Pertussis cases skyrocket
Whooping cough is now an epidemic in Washington state. According to Secretary of Health Mary Selecky, 640 cases have been reported in 23 counties as of March. This is the highest number of cases in decades. There were 94 cases reported during the same period last year.
Pertussis, or whooping cough, a highly contagious respiratory illness spread by coughing and sneezing, is particularly dangerous for infants because they can’t be immunized before they are 4 to 6 weeks old. Infants often get the illness from adults or other family members.
Health officials recommend that anyone who has contact with newborns and infants be vaccinated or, if they have been vaccinated, to make sure their vaccination is up to date. The whooping cough booster is called Tdap. For information, go to doh.wa.gov/cfh/immunize/diseases/pertussis.
More cuts for Seattle schools
Susan Enfield, interim superintendent for Seattle Public Schools, announced recently that the district’s budget gap for next year is projected to be about $22 million. “This comes after several years of budget shortfalls,” she explains in a report. Seattle Public Schools has lost $46 million in state revenue over the past three years.
The budget cuts will be less than those over the past several years, Enfield says. The total reduction will be about $1 million, compared to last year’s reduction of more than $8 million, and more than $3 million from the year before.
School improvements? Where?
Our government is spending $3 billion to help school districts around the country improve their worst-performing schools.
Is the effort working around our state? Not so much, according to University of Washington researchers who studied schools in Washington state that receive School Improvement Grants (SIG). They found most of these schools are failing to make aggressive reforms.
“With some exceptions, districts and schools in Washington state are approaching the turnaround work in ways only marginally different from past school improvement efforts,” states the report from the Center on Reinventing Public Education. “Despite the hard work of administrators, principals, and especially teachers, the majority of schools studied show little evidence of the type of bold and transformative changes the SIGs were intended to produce.”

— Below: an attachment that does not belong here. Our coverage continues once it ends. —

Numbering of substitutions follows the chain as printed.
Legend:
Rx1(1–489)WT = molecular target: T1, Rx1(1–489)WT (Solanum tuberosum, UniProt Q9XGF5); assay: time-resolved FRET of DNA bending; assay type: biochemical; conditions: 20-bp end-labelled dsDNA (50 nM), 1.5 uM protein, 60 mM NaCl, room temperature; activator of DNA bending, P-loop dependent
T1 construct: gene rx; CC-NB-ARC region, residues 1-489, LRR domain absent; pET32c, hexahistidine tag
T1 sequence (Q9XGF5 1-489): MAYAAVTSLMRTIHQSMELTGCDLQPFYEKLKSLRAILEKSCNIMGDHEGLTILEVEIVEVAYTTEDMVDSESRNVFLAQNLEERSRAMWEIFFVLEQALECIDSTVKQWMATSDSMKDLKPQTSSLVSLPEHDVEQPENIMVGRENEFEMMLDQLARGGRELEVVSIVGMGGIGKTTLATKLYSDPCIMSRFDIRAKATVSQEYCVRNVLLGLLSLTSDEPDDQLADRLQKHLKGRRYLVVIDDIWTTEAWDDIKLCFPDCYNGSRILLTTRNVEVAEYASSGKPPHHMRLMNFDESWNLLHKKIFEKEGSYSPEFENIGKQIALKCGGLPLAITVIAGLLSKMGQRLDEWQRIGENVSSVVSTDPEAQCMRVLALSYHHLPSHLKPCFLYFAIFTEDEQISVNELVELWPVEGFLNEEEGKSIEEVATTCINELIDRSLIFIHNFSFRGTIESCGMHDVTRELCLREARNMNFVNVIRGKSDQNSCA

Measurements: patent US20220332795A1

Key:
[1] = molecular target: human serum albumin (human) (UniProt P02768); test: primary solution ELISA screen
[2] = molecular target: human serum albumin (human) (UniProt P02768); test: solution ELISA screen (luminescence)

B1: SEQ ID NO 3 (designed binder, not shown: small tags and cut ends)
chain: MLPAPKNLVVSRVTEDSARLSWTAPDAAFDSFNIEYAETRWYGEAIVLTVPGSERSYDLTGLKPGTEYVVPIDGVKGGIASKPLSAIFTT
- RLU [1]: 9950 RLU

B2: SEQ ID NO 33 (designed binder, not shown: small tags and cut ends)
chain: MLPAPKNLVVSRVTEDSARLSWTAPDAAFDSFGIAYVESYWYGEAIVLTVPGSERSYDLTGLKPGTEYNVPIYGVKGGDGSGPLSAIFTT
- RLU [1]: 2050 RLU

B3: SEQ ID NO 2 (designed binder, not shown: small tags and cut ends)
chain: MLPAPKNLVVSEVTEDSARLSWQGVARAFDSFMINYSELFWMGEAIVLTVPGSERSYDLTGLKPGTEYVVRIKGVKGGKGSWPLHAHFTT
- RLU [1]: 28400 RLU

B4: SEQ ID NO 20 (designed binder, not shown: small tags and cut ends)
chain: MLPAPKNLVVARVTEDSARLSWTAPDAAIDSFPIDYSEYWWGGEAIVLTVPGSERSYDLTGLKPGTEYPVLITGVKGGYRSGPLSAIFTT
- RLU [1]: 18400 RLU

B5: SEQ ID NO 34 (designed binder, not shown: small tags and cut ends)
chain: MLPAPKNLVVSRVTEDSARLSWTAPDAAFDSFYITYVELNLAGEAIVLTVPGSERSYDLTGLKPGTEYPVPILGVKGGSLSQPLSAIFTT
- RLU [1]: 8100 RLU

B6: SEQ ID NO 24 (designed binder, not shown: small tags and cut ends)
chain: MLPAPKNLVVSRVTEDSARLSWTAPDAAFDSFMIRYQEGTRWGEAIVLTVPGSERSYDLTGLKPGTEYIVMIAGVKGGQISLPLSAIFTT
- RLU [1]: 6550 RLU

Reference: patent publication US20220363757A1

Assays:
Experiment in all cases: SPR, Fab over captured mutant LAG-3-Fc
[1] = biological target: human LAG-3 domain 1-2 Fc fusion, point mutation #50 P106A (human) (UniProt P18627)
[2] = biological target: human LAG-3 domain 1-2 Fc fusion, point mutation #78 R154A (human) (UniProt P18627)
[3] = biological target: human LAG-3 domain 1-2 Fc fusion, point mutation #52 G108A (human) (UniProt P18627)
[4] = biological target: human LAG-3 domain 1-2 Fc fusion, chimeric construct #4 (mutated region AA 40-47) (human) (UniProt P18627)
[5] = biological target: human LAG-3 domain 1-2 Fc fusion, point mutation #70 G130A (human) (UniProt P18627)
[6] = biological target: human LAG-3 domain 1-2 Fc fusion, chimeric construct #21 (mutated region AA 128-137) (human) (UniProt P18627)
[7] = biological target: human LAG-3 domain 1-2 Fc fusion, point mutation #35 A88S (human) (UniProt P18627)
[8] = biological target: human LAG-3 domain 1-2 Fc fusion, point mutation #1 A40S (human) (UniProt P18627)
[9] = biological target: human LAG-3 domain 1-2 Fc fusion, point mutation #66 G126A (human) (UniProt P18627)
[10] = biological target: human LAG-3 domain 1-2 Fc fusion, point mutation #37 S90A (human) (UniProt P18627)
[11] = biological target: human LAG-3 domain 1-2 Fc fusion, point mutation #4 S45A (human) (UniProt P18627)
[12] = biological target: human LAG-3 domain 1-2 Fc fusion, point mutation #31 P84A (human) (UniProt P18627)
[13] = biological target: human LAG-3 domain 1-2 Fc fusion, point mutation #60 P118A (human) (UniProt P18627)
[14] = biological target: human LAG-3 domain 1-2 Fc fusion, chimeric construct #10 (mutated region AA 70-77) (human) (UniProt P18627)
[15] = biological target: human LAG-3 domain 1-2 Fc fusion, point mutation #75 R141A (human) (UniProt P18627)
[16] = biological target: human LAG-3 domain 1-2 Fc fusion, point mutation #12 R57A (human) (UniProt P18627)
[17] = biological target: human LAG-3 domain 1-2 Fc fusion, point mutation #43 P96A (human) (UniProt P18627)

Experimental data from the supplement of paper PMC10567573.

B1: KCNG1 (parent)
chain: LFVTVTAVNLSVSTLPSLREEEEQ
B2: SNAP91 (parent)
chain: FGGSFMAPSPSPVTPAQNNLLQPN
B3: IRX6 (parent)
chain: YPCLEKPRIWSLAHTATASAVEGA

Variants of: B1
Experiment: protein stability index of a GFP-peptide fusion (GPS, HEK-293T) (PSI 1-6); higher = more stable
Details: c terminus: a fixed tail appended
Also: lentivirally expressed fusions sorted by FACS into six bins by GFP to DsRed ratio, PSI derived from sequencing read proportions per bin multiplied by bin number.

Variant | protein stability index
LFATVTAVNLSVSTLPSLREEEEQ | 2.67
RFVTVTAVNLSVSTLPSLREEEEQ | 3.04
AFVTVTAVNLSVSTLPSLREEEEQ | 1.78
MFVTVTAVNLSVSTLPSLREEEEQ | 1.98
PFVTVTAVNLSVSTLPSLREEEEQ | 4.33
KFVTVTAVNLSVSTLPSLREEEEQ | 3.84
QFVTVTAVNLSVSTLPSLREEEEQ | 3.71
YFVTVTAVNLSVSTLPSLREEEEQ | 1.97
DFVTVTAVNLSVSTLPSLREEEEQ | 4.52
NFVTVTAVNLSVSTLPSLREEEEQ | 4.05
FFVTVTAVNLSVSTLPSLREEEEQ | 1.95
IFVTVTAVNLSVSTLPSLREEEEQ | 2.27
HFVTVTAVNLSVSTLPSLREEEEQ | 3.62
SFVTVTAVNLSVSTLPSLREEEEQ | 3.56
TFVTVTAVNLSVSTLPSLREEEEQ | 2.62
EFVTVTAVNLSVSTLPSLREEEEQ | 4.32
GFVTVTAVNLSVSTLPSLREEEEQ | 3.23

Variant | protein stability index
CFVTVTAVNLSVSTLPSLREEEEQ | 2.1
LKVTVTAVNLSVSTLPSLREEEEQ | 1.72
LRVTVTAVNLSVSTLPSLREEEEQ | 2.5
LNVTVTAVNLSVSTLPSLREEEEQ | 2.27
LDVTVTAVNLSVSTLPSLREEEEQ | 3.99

Treasure your teacher?
Ivar’s and Kidd Valley restaurants are asking kindergarten through eighth-grade students (up to 14 years old) to nominate their favorite teacher for a chance to win the title of 2012 Teacher of the Year. The contest is in honor of National Teacher Appreciation Week (May 7–11; National Teachers Day is May 8).
Ivar’s and Kidd Valley will each select a teacher as a grand prize winner, who will win a $500 gift card for school supplies. The nominating student of each grand prize winner will receive either a classroom chowder party or a Kidd Valley burger party.
To nominate a teacher, visit any Puget Sound-area Ivar’s or Kidd Valley location (excluding stadiums), or go to ivars.com and click the Happenings link or kiddvalley.com and click the Calendar link. Entries must be in by May 20.
Speaking of teachers . . .
The MetLife Survey of the American Teacher reports that, while parents are taking a greater role in their kids’ education, parent involvement remains a challenge. The quality of parent participation declines from elementary to middle to high school, according to the study.
“Parents report that schools with high parent engagement perform better on a range of measures, including collaboration, sharing information, contacting parents about learning issues, providing guidance on helping students succeed, and being flexible to meet with parents at different times of the day,” the survey says
The good news? Two-thirds of today’s students report that they talk about things that happen at school with their parents every day.